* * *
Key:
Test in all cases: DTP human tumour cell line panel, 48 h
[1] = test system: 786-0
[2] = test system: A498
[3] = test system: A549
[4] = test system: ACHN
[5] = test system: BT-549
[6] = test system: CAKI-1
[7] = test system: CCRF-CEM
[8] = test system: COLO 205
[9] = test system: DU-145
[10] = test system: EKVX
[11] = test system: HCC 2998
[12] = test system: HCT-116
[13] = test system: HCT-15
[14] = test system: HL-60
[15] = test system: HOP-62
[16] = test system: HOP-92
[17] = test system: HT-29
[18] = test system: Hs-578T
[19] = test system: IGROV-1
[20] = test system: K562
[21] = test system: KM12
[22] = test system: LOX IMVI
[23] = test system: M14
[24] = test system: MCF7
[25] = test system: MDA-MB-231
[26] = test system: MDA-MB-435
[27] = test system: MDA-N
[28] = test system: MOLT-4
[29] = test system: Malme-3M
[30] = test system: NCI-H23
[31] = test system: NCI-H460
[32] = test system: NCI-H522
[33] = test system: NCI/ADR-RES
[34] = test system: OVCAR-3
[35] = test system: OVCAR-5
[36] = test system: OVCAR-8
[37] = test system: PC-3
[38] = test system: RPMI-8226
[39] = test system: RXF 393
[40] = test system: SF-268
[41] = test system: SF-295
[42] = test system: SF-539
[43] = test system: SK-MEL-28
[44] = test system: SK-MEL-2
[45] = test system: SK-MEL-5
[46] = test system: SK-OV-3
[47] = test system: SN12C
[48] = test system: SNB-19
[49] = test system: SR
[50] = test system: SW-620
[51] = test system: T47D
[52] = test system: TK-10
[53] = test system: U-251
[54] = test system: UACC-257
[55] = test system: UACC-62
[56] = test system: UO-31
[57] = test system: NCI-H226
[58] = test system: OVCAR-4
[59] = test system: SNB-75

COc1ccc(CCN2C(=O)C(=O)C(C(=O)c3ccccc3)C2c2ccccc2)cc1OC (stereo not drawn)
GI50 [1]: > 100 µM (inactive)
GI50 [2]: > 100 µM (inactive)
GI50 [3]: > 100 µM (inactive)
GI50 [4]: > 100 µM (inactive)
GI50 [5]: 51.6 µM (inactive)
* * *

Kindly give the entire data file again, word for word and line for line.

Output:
Key:
Test in all cases: DTP human tumour cell line panel, 48 h
[1] = test system: 786-0
[2] = test system: A498
[3] = test system: A549
[4] = test system: ACHN
[5] = test system: BT-549
[6] = test system: CAKI-1
[7] = test system: CCRF-CEM
[8] = test system: COLO 205
[9] = test system: DU-145
[10] = test system: EKVX
[11] = test system: HCC 2998
[12] = test system: HCT-116
[13] = test system: HCT-15
[14] = test system: HL-60
[15] = test system: HOP-62
[16] = test system: HOP-92
[17] = test system: HT-29
[18] = test system: Hs-578T
[19] = test system: IGROV-1
[20] = test system: K562
[21] = test system: KM12
[22] = test system: LOX IMVI
[23] = test system: M14
[24] = test system: MCF7
[25] = test system: MDA-MB-231
[26] = test system: MDA-MB-435
[27] = test system: MDA-N
[28] = test system: MOLT-4
[29] = test system: Malme-3M
[30] = test system: NCI-H23
[31] = test system: NCI-H460
[32] = test system: NCI-H522
[33] = test system: NCI/ADR-RES
[34] = test system: OVCAR-3
[35] = test system: OVCAR-5
[36] = test system: OVCAR-8
[37] = test system: PC-3
[38] = test system: RPMI-8226
[39] = test system: RXF 393
[40] = test system: SF-268
[41] = test system: SF-295
[42] = test system: SF-539
[43] = test system: SK-MEL-28
[44] = test system: SK-MEL-2
[45] = test system: SK-MEL-5
[46] = test system: SK-OV-3
[47] = test system: SN12C
[48] = test system: SNB-19
[49] = test system: SR
[50] = test system: SW-620
[51] = test system: T47D
[52] = test system: TK-10
[53] = test system: U-251
[54] = test system: UACC-257
[55] = test system: UACC-62
[56] = test system: UO-31
[57] = test system: NCI-H226
[58] = test system: OVCAR-4
[59] = test system: SNB-75

COc1ccc(CCN2C(=O)C(=O)C(C(=O)c3ccccc3)C2c2ccccc2)cc1OC (stereo not drawn)
GI50 [1]: > 100 µM (inactive)
GI50 [2]: > 100 µM (inactive)
GI50 [3]: > 100 µM (inactive)
GI50 [4]: > 100 µM (inactive)
GI50 [5]: 51.6 µM (inactive)